• Justice Society 3 pack – We’re huge fans of the toy line based on the Justice League Unlimited cartoon. The simple, stream-lined look of the show really lends itself to three-dimensional design. So it was that much more of a nerdgasm to get 3 classic DC superheroes from the Golden Age of comics in JLU style. The original Green Lantern, Hawkman, and Flash have never shown up on the cartoon, but Mattel was smart enough to imagine them as they would have appeared and serve ’em up as an exclusive online release.

• Leela – Dr Who fans will remember 2011 as the year we finally got an action figure of a companion from Tom Baker’s era in the 70s. Leela is certainly one of our all-time favorite companions from the show, and the episodes that featured her were some of the very best stories. Like Black Widow, Leela scores points for being a female sculpt that’s true to the character. The British toy company, Character Options, isn’t known for amazing articulation, but Leela does okay. This is one savage we’re happy to have on staff – just watch out for any stray Janis thorns.

Well, that does it for the action figure selection. We’re sure you’re all wondering what the big surprise is for the best vegan food of 2011. We can’t keep it a secret any longer – ladies and gentlemen, for the 39th year in a row, the winner and still champion – call it a fruit, call it a vegetable, it still makes a sauce that’s boss – the bottle that you love to squeeze – KETCHUP!!

We’re not shy about it, we put ketchup on our ketchup. Always vegan, always will be. And just when you thought they couldn’t reinvent the wheel, here comes organic ketchup. Whether it’s Heinz or *ahem* something else, we’re thrilled to find the organic styles tend to be thicker and less sugary. Tomato, tomato – there’s always tomato. Getchyer stinkin’ french fries outta my ketchup – don’t call it catsup! – and the sun’ll come out tomato.

I decided to break one of my rules on PWMF. Y’see, there are countless sites that share images & stories from around the web. And I realized early on that if I wanted to be that kind of site – posting any online subjects that related to vegan food or action figures & superheroes – then I might as well not include any original material. But these paintings by Doug Bloodworth were too good to pass up! Besides, new year – new rules? We’ll see.
When Chris Durso over at Foodiggity told me about these photo realistic paintings, I was blown away. Plenty of artists have achieved über realistic results in their paintings. But to me, for obvious reasons, the subject matter here is captivating. As someone who went to school for painting, I’m particularly impressed with Bloodworth’s skill as well as his decision to simply paint something that must surely bring him pleasure all on its own, art or not.
The food in the images here is animal-friendly, natch’ (I just know that Spidey is enjoying some almond milk) – but if you want to see the rest, check out Bloodworth’s site Photorealism or The Uniblog.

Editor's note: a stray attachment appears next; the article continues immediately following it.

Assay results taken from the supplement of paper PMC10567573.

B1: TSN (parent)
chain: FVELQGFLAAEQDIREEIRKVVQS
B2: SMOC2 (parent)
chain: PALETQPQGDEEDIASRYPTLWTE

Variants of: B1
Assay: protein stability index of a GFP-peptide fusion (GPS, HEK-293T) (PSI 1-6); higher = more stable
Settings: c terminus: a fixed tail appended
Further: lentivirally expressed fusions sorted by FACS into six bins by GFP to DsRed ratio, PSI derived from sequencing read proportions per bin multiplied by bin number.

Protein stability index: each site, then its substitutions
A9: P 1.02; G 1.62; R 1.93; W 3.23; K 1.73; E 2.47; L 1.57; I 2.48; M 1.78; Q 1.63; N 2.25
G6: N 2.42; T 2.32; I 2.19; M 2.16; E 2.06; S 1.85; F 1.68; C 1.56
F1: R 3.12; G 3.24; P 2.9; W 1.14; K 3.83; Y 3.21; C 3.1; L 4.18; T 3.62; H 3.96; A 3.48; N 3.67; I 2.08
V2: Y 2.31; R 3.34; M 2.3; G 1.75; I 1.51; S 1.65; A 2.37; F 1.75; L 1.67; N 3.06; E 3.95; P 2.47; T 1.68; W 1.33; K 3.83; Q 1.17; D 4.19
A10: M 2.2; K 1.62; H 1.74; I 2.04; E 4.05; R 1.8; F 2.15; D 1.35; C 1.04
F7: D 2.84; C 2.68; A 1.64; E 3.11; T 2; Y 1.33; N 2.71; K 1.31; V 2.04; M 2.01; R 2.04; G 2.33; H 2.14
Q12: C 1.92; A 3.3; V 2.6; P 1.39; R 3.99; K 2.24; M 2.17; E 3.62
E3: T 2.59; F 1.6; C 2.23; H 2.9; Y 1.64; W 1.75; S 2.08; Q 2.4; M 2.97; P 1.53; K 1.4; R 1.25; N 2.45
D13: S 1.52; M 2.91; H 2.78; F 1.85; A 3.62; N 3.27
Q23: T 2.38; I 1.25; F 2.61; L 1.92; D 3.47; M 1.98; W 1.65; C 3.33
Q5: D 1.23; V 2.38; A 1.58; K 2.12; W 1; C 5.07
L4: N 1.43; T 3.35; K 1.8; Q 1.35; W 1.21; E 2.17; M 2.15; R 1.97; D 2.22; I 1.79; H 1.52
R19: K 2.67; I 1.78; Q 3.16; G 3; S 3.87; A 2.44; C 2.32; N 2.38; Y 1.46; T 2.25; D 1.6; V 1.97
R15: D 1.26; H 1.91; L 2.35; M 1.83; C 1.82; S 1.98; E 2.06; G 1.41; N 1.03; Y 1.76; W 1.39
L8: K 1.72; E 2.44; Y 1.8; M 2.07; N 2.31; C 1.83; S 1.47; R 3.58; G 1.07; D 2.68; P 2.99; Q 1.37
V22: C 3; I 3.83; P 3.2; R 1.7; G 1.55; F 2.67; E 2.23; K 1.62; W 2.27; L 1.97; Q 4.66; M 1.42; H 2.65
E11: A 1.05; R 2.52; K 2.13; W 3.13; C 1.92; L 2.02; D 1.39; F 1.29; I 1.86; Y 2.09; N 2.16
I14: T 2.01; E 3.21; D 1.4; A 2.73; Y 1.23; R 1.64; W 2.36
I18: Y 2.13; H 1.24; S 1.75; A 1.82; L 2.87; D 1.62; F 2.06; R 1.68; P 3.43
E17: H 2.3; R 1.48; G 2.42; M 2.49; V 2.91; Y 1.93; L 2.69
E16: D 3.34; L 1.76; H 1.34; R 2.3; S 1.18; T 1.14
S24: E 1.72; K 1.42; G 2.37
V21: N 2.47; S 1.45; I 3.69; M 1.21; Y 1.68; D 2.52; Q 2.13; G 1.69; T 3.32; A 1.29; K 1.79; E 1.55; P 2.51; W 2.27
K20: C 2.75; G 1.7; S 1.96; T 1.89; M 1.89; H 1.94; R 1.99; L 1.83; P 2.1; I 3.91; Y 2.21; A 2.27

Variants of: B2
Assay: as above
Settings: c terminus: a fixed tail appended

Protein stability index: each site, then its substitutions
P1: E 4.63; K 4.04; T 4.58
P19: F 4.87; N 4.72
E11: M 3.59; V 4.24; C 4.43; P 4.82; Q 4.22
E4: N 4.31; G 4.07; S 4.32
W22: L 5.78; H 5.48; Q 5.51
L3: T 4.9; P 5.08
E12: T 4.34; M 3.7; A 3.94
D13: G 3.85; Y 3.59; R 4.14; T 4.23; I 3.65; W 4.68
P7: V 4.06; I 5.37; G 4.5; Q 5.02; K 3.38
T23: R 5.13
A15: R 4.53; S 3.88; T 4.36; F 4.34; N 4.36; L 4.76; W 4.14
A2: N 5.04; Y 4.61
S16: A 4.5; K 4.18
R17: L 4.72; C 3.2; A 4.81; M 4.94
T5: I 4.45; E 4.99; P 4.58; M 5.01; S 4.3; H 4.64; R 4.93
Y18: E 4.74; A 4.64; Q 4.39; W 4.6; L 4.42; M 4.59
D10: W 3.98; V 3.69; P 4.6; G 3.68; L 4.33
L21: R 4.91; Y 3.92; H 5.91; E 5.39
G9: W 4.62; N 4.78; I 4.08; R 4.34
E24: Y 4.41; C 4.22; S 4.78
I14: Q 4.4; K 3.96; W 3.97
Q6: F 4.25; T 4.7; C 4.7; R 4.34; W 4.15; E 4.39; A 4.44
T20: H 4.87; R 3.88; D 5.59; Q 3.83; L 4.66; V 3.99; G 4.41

I’ll warn you right up front that this year-in-review post is going to sound more than a little self-righteous, or at least self-centered. Heck, I managed to already do that in the title. ‘Sorry, it can’t be helped when discussing a moral decision. I’ll put down the action figures to talk about my experience in the first year of eating a vegan diet. And when I’m done, I’d like to hear from you, veggies and omnivores alike, about the reasons that you eat the things you’ve chosen to eat.

I’ve wrestled with how to answer when people ask, “Why’d you become a vegan?” Y’see, I only just changed my way of eating in 2011. So my take on it is still very fresh, as is the reaction from everyone around me. A quick insight into my personality: I’m a hardcore pragmatist with plenty of control issues and a creative bent – I went to school for painting and I manage a successful custom framing store. And now I try to be a writer. So my instinct, my very strong instinct, when someone would ask why I became a vegan was that there must be an answer I could give that would sum it up perfectly and influence them to become one too. One or two simple phrases that would squash all debate, I just had to figure them out. Argh! – what could the right combination of words possibly be?! I kept a few at the forefront of my mind to say to mystified in-laws and co-workers:

– “I can’t unknow what I’ve learned about the treatment of animals.”
– “There are plenty of other things to eat that don’t impact animals.”
– “I think that the suffering endured by factory-farmed animals is obscene.”

But hearing these phrases out loud sounded weak and fell short of the passion I was itching to share. “Passion” is the best way I can describe how I began to feel about my new diet. I’m an atheist, but I think I now understand how people of faith must feel when they want to share their beliefs with others and even convert them. Being a vegan means that I’ve done something not for myself, but for another living animal who can’t speak for or defend itself. I’ve found that I can have an effect outside of my own microcosmos. And at nearly 40 years old, that gave me a sense of fulfillment that nothing else had in my entire life. Who wouldn’t want to share that with other people?